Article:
When taking into account the full context of the two characters’ presence in the issue it becomes that much clearer that there’s no real agenda being pushed here. Their only other “appearance”-
-is actually beneficial to the plot, not in that it reveals Cindy to be a homophobe [she’s not], but that she values solitude and her own personal space [she lived in a bunker for 10 years, long story] and needs to move out. Yes, this could have been accomplished with a straight couple, but the fact that it isn’t shouldn’t be raising any eyebrows. It should also be mentioned that their inclusion doesn’t appeal to just LGBT readers, but to anyone searching for more representation in media and everyone who doesn’t know they need it. Lesbians are a thing, everyone. Not just in New York City apartments, but in New Jersey high school dances as well.
In Ms. Marvel #12 [which I actually reviewed two days ago!] a bowl of truth serum-spiked punch courtesy of the Asgardian god of trickery resulted in a romantic evening falling apart fast. Among the various couples spilling their guts are the following two girls, who are conveniently located front and centre on the panel [others blurred out by yours truly]:
That’s right, here are two lesbian high school students who have been dating six months, and their relationship is showcased right alongside a jock telling his girlfriend that he likes math and another boy telling his date he would rather be attending a screening of an early 90s Baz Luhrman movie. In other words, adolescent drama as [I assume] it typically goes.
Both Silk #1 and Ms. Marvel #12 feature lesbian characters in minor roles, and do so in such a way that their orientation is made apparent. The method used is not particularly overt, especially when keeping in mind that a person’s orientation is only ever made known when their relationships or related preferences are stated or seen. It could be argued that almost any background character in any comic book is an LGBT person, but unless it’s more directly communicated they could just as well be straight. This is something that both Alan Moore and Dave Gibbons were very aware of when they included the following image in their heavily-lauded work Watchmen:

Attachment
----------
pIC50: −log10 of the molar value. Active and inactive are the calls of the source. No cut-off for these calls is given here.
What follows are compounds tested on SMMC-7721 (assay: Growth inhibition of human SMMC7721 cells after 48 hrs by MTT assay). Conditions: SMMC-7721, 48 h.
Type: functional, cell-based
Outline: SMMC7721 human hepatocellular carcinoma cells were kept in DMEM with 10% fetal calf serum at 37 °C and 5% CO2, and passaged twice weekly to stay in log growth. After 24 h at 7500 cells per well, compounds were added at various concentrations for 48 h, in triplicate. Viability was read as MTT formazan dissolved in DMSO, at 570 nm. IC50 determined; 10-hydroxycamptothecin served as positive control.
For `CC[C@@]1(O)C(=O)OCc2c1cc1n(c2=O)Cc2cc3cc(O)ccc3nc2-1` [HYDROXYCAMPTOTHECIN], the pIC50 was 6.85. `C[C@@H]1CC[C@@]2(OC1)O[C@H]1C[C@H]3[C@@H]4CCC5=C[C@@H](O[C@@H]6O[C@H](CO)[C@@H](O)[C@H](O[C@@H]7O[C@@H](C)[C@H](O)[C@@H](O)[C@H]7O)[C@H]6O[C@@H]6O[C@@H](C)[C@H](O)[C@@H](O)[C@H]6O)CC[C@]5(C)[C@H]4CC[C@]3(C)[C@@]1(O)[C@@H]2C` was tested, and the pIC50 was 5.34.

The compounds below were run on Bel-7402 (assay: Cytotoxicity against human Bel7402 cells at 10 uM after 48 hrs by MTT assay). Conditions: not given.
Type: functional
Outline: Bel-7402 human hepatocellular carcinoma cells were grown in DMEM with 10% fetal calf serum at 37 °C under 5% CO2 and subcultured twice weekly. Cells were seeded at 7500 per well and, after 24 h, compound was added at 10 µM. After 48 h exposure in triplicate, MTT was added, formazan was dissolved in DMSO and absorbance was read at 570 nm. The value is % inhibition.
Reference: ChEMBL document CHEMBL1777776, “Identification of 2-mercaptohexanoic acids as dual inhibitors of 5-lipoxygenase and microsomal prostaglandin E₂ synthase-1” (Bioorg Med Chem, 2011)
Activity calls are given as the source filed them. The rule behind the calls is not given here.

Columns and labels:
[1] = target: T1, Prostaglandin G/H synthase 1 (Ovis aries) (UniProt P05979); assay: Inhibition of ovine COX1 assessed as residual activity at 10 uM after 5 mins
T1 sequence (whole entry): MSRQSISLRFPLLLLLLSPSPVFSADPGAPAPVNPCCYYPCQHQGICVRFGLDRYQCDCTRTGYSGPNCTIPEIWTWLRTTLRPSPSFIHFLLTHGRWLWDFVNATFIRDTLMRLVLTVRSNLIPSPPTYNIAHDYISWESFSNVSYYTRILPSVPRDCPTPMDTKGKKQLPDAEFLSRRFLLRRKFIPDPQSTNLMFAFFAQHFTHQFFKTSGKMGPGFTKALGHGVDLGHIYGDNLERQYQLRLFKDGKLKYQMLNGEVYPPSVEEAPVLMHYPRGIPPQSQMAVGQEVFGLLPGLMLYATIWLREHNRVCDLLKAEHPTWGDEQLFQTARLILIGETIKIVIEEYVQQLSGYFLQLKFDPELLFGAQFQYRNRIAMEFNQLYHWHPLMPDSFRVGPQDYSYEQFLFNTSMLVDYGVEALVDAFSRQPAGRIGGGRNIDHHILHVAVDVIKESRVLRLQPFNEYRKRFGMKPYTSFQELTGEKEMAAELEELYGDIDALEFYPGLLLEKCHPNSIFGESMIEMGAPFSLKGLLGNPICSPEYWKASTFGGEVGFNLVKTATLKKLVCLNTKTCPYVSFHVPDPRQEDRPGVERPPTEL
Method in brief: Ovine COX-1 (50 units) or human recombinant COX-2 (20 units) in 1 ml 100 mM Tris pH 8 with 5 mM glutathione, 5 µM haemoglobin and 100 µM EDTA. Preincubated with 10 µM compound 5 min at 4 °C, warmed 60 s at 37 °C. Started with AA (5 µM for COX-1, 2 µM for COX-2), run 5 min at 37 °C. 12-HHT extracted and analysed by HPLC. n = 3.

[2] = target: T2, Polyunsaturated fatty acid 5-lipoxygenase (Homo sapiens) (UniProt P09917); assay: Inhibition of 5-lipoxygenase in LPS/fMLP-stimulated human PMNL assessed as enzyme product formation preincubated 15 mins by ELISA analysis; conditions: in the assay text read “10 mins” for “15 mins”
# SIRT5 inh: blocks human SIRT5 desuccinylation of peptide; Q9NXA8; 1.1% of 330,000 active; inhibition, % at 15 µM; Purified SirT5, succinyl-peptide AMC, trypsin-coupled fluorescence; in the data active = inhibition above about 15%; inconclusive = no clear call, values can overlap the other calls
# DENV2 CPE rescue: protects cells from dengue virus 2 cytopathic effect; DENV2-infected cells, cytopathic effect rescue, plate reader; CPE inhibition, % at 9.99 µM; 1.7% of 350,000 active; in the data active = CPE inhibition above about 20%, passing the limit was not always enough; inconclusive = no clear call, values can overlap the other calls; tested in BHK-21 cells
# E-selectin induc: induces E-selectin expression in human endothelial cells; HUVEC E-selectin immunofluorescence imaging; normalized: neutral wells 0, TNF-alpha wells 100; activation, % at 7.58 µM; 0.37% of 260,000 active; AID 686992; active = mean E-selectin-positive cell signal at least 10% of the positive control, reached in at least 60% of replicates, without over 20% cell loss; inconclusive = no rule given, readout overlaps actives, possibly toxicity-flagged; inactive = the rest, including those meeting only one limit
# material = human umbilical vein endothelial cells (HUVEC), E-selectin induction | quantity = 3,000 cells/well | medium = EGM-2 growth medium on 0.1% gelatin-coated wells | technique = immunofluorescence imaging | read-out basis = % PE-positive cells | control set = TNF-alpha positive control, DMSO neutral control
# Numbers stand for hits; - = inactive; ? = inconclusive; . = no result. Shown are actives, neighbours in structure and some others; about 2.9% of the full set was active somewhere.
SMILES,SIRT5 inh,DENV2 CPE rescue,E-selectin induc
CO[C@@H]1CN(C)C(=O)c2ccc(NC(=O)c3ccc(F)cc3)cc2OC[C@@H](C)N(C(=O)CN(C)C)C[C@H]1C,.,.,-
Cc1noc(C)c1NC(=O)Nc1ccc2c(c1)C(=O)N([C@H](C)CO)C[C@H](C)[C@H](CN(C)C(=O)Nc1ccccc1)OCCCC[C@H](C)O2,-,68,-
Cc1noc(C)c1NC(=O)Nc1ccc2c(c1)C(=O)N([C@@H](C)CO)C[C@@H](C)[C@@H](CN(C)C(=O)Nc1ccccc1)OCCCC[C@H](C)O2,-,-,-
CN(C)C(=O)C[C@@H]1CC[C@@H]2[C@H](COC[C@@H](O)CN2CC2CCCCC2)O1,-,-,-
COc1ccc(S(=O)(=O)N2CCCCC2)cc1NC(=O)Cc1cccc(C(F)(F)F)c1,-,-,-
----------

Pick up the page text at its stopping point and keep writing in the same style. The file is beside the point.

Regarding the question of how to increase the representation of those with sexualities other than straight the answer, at least when it comes to both gay and lesbian people, appears to be: present them as normal, everyday people in normal, everyday situations. Whether it’s two men holding hands or two women realizing their mutual affection for one another their sexual identity is presented in a manner that shouldn’t, and again I’m being optimistic, take anyone out of the story being told.
Unfortunately this isn’t as easy for other LGBT people, namely those who represent the “T” of said acronym. Transgendered people, particularly in the visual medium of comic books, have much more trouble having their sexual identity made known. It’s the topic of my next installment of Homosexuality in Comics, and while I wish I had a better name for the feature I hope you’re looking forward to it just as much as I am.
Silk #1 was written by Robbie Thompson and illustrated by Stacey Lee. Ms. Marvel #12 was written by G. Willow Wilson and illustrated by Elmo Bondoc. Both were published by Marvel. As mentioned, Watchmen was written by Alan Moore, illustrated by Dave Gibbons, and published by DC Comics.